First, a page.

Political Power in America

Class Conflict and the Subversion of Democracy

By Anthony R. DiMaggio

Subjects: American Government, Political Science, Public Policy, Political Behavior
Hardcover : 9781438476933, 512 pages, December 2019
Paperback : 9781438476940, 512 pages, December 2019

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Table of contents

List of Illustrations

Introduction: A Class Analysis of the American Political System

1. Theories of Government, Early American History, and the Politics of Class Conflict

2. A Constitution in Question: How Democratic is the Founding Document?

3. Federalism and the Struggle for Democracy

4. Interest Groups and the Upper-Class Perversion of Political Power

5. Congress: The Dysfunctional Branch

6. The Executive Branch: Political Power, the Imperial Presidency, and the Threat to

7. The Bureaucracy and Rising Threats to the Common Good

8. The Courts and Judicial Process: Ideology, Conflict, and Class Elitism

9. Political Parties: A Crisis of Public Confidence

10. Elections and Voting: Electoral Capture by Elites

11. Politics and the Media: Bias in Pursuit of Elite Agendas

12. Public Opinion and Ideology: The Rise of Right-Wing Politics and Mass Resistance

13. Civil Liberties and the Quest for Corporate Personhood

14. Civil Rights and the Fight for Equality

15. Economic Policy: Growing Inequality and Business Power in Politics

16. Imperialism and U. S. Foreign Policy: Protecting Business Interests Abroad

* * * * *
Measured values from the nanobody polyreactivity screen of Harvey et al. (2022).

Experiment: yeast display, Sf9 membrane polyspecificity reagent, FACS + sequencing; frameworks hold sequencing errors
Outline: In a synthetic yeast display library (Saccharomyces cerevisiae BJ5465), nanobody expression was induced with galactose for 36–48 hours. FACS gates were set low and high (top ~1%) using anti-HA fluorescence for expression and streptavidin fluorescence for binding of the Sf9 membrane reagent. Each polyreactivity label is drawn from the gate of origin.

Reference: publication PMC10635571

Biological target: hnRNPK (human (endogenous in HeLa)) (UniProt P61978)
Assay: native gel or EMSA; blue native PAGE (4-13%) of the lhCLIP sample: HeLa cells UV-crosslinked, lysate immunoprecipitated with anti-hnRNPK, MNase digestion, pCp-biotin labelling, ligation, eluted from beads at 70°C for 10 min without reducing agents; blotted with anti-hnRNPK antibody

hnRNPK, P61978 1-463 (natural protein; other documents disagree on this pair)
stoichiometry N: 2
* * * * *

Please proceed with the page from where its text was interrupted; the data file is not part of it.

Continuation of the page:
Conclusion: Where Do We Go from Here?


Introduction to American politics and government, intended for students of political science. Provides a critical examination of both political institutions and political behavior.


Analyzing major political institutions such as Congress, the courts, the presidency, and the media, this book chronicles how the interests of affluent Americans—particularly business, professional, and corporate interests—dominate over those of "average" citizens. Anthony R. DiMaggio examines American political behavior, as it relates to lobbying, citizen activism, media consumption, and voting, to demonstrate how the public is often misinformed and manipulated regarding major political and economic matters. However, record public distrust of the government and the increasing popularity of mass protests suggest that most Americans are deeply unhappy with the political status quo, and many are willing to fight for change. Political Power in America details this interplay between a political system dominated by the affluent few and the rise of mass political distrust and protest. It offers information and tools needed to better understand the democratic deficit in American politics, while providing opportunities for discussing what we might do to address the mounting crisis of declining democracy.

Anthony R. DiMaggio is Assistant Professor of Political Science at Lehigh University. He is the author of The Politics of Persuasion: Economic Policy and Media Bias in the Modern Era and Selling War, Selling Hope: Presidential Rhetoric, the News Media, and U.S. Foreign Policy since 9/11, both published by SUNY Press.


"The book is polemical—but no less interesting for that. In one respect, the book can be read as an introductory text on US politics: it is focused, comprehensive, and—with more than 100 pages of notes—very well-researched. It is clearly the work of someone with a long-term interest in and knowledge of the topic. DiMaggio's book is also a well-argued and comprehensive polemical diatribe against the corporate elites who dictate political (and economic) outcomes in the USA. " — Democratization

"An original and refreshing introductory text on the United States political system. The originality, coupled with an accessibility of critical concepts, makes this book truly one of a kind. " — Mark Major, author of The Unilateral Presidency and the News Media: The Politics of Framing Executive Power